Jerry in his Winklemann Formula Ford at Bridgehampton.
As John Lennon said, “You may say I’m a dreamer but I’m not the only one.” I dream of racing cars. Mom says “no”. Today I am interviewing Jerry Gladstone (whose mom did not say “no”). Among other careers, he is a retired race-car driver.
Interviews are a fun way to learn about lives that are different from one’s own. They educate the reader and show an aspect of life that you might not have known.
Jerry, thank you for kindly agreeing to be interviewed. I enjoyed hearing about your auto life. Your Winklemann Ford was very cool!
Jerry drove race-cars as a hobby in the amateur class in SCCA. http://www.scca.com/contentpage.aspx?hub=6
SCCA stands for Sports Car Club of America. Their goal is to bring car racing to all Americans. Sounds fun! Usually people collect cars as a hobby, they usually don’t race. Jerry does both. Jerry had fun racing in SCCA. Today he is a physicist/electrical engineer with a Bachelor’s degree and two graduate degrees. He is married and the father of two adult children.
How did you get interested in racing and cars?
Jerry G: When I was growing up boys and young men were very interested in cars — it was a car culture generation. (There were no computers or video games to distract us.) My first attendance at a race put the “bug” in my head that I would like to race too, as soon as I could figure out how to get into racing.
What did you compete in; NASCAR, Indy, SCCA, or NHRA?
Jerry G: I competed in SCCA as an amateur racer. My racing was a “hobby”, I never intended to be a professional.
What car did you drive?
Jerry G: My first race car was a Winklemann Formula Ford. Later I drove a series of Formula B cars including a LeGrand, a Techno and a Brabham. I also had occasion to drive some sports cars including a Lotus, Alfa Romeo and Camaro.
What do you think was your most exciting moment in your racing career?
Jerry G: Believe it or not, my first day in driver’s school provided me with the most “shocking” moment. I could not believe how fast we were going on our slow orientation laps — it was so much faster than what I thought was fast in a street car.
Why did you stop racing and when?
Jerry G: I stopped racing when in 1971 as I could no longer afford to race and I was not good enough to be sponsored. It was also time for me to pursue a career.
How did you get into racing?
Jerry G: After I bought my MG I joined a sports car club. Many of the members were racers and as I made friends I was invited to come along for racing weekends. I was hooked. Joined the SCCA and went to driver’s school.
What tracks did you race at?
Jerry G: Bridgehampton, Lime Rock Park, Thompson, Bryar, Watkins Glen, Virginia International Raceway, Marlboro, Pocono and maybe a few others. If these names do not seem familiar to you it is because they are all on the east coast and many of them are no longer in existence.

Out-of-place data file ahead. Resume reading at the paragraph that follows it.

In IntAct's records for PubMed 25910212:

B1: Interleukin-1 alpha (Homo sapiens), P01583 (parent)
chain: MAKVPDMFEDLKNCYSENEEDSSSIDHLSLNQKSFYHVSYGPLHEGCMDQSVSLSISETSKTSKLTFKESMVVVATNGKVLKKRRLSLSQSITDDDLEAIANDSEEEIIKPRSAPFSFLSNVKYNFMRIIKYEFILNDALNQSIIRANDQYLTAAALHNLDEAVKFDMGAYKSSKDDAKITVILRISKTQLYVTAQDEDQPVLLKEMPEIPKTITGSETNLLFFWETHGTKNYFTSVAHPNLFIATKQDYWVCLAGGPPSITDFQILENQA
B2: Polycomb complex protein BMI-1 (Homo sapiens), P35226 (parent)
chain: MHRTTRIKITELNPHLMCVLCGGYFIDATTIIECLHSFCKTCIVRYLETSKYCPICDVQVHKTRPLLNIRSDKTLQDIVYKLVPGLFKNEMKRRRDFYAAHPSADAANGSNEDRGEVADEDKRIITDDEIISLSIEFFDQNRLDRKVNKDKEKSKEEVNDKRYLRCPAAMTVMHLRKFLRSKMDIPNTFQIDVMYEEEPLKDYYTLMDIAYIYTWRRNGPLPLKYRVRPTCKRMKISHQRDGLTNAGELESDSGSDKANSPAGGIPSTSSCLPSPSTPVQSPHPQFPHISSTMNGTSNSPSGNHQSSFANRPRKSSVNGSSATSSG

What was your funniest experience when you were racing?
Jerry G: People used to laugh at me as I always took a nap between sessions. I took a lot of ribbing about being so relaxed.
Do you have any advice on how to become a race-car driver?
Jerry G: Go to one of the professional race driver’s schools. They were not in existence when I started; they are superior to SCCA schools and the best way to give it a try. Also, truly understand the commitment of time and money to even be an amateur.
What skills do you need to be a race-car driver?
Jerry G: Great eyesight and reflexes, competitiveness. An extraordinary “feel” for cars and machines. Some technical knowledge in either setting up a car or being able to communicate with your “mechanic/engineer”.
What did you do after racing?
Jerry G: Racing was only a hobby, I went on to pursue my career in technology — I am an applied physicist/electrical engineer with a Bachelors and two graduate degrees.
What was your first street car?
Jerry G: My first street car was a black 1962 MGA Mark II.
You said that you currently drive a Porsche 911. What generation is it?
Jerry G: My Porsche — my fifth — is commonly referred to as a 911, also a Carrera. Technically it is a Type 993 — the last incarnation of the air-cooled cars.
Jerry is an officer in the local Porsche club. Many of the tracks that he raced at are no longer in use or in existence. Some of the tracks that Jerry raced at are the hardest and best-known in the country: Virginia International Raceway, Watkins Glen and Lime Rock Park. I have plans to write a post on Virginia International Raceway and Richmond Speedway.
Thanks again Jerry for being my first interviewee!!
3 thoughts on “A Racer’s Life”
Racing sounds cool. Isn’t there a race track in Petaluma just at the north shore of the SF Bay? I’d be interested to know who is racing there and what chance there is for a real amateur to learn racing on a real track.
Hey Candler i love your website, i signed up for the email subscription so i will be able to see your most recent posts… right
love your website,
Yogi De Man
Good job Candler!
It is really good. It sounds professional.